Francis Fukuyama’s fourth book seems out of place. It does not neatly fit into the canon of political science. Fukuyama admits as much. His preface reads like something between an apology and an explanation. His first words read, “Writing a book on biotechnology might seem to be quite a leap for someone who in recent years has been interested primarily in issues of culture and economics, but there is actually a method to the madness.” Over the next few pages he places the idea within the context of a retrospective he wrote on his End of History essay. It is portrayed as a sort of “end of science” or even an “end of humanity.” Yet this explanation is not intellectually honest since the book never fully embraces this theme.
Instead, Fukuyama develops and extends ideas about human dignity which have been common to nearly all his work. According to Fukuyama, liberal democracy is the natural conclusion to political history because it fulfills the need for recognition and dignity for every person. This theme becomes central within his recent book Identity, but it was present within his earliest published work. For Fukuyama there is no clear divide between the political and the social. Social behavior establishes the political culture which sets the tone and establishes the norms of political institutions.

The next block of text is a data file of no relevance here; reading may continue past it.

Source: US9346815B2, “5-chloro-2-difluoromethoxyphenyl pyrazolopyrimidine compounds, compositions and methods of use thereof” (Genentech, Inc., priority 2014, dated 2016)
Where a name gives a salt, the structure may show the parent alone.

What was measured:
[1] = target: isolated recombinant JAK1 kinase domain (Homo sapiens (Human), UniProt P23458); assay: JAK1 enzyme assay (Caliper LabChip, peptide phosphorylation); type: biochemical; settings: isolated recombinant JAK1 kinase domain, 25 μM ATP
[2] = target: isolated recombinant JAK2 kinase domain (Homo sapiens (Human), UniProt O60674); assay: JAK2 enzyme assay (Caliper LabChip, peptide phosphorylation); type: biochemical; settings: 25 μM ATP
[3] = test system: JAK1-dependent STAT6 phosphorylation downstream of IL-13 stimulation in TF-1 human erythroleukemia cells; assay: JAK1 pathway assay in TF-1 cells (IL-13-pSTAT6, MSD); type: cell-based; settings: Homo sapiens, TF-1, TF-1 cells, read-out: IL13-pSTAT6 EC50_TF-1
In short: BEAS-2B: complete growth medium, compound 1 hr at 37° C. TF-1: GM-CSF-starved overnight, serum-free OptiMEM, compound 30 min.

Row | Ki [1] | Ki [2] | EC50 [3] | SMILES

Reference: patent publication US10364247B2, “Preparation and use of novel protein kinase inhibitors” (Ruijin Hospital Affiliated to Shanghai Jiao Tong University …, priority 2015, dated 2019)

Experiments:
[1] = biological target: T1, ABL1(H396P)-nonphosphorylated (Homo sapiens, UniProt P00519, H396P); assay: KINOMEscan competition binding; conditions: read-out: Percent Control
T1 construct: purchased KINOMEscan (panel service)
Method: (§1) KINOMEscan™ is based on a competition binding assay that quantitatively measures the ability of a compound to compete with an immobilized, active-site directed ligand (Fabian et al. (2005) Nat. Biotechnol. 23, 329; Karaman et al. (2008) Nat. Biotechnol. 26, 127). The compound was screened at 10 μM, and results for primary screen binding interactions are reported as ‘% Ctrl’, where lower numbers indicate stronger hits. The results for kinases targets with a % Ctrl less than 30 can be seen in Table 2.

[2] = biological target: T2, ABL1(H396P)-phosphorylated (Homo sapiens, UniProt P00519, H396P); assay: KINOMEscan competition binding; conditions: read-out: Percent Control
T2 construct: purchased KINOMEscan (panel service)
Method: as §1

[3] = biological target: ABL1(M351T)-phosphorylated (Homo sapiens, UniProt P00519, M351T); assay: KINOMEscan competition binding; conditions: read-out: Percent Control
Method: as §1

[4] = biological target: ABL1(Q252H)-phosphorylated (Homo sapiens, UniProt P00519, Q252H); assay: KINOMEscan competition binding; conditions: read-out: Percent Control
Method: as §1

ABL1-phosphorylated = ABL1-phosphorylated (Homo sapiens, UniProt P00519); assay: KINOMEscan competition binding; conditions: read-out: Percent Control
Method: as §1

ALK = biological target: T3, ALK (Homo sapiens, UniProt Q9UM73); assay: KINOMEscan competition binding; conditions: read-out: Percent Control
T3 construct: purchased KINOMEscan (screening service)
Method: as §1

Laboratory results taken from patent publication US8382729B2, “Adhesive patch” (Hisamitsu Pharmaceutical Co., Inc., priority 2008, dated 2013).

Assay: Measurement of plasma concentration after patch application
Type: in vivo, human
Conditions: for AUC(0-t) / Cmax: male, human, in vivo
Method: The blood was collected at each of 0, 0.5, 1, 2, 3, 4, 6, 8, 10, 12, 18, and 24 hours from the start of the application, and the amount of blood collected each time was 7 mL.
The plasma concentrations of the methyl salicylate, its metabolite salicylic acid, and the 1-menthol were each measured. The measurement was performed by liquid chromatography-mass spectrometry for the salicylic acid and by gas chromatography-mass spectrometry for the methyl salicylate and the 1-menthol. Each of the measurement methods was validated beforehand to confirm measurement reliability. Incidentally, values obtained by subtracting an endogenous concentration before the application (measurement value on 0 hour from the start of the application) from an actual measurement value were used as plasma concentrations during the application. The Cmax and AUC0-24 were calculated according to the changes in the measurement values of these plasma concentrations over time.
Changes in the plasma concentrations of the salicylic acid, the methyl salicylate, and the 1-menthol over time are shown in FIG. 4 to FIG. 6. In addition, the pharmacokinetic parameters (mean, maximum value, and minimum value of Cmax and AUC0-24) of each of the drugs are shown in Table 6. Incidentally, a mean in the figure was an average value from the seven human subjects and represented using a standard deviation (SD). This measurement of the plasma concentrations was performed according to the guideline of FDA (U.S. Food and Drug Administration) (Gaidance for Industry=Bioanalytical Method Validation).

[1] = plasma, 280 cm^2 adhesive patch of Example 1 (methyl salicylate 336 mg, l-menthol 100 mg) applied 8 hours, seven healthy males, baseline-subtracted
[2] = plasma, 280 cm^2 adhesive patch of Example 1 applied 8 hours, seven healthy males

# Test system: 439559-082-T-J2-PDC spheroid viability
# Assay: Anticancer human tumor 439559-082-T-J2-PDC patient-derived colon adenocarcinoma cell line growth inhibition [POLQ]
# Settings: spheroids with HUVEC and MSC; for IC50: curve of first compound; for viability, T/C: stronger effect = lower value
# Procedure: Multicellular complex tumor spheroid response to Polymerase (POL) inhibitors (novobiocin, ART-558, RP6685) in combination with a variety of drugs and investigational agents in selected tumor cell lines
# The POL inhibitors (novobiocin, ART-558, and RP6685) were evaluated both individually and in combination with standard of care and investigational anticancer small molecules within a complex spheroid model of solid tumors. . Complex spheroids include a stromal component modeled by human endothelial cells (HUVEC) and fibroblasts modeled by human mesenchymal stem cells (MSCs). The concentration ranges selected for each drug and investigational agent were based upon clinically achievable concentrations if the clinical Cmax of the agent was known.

Sociology and political science have struggled to establish clear boundaries. Seymour Martin Lipset served as President of the American Political Science Association and the American Sociological Association. Sociology seems like the broader discipline so political science is naturally a subdiscipline. But political scientists have not accepted their inferior status. Theorists like Robert Putnam have allowed their ideas to blur the line which ought to divide political science from sociology. Of course, this interdisciplinary approach is not new. Emile Durkheim’s classic The Division of Labor in Society examines the origins of law in ways which turn social contract theory on its head.